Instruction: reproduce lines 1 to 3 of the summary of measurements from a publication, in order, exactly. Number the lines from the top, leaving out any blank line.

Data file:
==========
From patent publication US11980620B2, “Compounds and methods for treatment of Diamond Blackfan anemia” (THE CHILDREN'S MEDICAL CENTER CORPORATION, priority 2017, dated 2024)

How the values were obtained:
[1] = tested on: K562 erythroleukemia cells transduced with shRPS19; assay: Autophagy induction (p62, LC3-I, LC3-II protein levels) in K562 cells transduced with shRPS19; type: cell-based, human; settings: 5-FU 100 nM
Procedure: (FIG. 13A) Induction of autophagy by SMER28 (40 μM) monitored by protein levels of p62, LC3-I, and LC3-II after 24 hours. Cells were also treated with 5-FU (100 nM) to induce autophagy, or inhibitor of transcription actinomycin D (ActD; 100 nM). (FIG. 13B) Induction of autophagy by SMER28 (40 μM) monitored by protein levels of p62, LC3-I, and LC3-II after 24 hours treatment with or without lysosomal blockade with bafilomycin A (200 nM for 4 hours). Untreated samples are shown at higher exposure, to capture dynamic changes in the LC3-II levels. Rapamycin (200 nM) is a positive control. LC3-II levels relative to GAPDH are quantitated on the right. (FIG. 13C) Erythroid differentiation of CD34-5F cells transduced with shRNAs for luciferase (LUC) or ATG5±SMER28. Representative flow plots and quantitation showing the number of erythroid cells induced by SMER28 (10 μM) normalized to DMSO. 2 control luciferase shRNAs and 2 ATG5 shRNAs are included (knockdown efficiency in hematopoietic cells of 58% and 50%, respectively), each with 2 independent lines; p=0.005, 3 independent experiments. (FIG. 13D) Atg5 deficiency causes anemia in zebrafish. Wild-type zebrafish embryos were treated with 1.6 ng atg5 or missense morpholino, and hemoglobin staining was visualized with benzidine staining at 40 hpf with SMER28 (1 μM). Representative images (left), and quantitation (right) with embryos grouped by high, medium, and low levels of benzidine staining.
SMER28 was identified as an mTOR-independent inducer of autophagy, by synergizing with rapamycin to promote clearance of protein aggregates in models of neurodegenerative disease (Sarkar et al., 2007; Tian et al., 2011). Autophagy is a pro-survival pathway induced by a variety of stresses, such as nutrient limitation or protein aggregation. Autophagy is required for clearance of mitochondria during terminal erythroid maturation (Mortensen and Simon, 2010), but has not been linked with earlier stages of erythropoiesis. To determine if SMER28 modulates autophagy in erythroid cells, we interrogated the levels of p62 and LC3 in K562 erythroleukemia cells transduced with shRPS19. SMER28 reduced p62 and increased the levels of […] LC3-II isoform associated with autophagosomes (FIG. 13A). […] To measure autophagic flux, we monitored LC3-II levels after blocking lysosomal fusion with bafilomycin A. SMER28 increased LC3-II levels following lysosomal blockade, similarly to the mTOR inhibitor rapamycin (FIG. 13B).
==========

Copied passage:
From patent publication US11980620B2, “Compounds and methods for treatment of Diamond Blackfan anemia” (THE CHILDREN'S MEDICAL CENTER CORPORATION, priority 2017, dated 2024)

How the values were obtained:
[1] = tested on: K562 erythroleukemia cells transduced with shRPS19; assay: Autophagy induction (p62, LC3-I, LC3-II protein levels) in K562 cells transduced with shRPS19; type: cell-based, human; settings: 5-FU 100 nM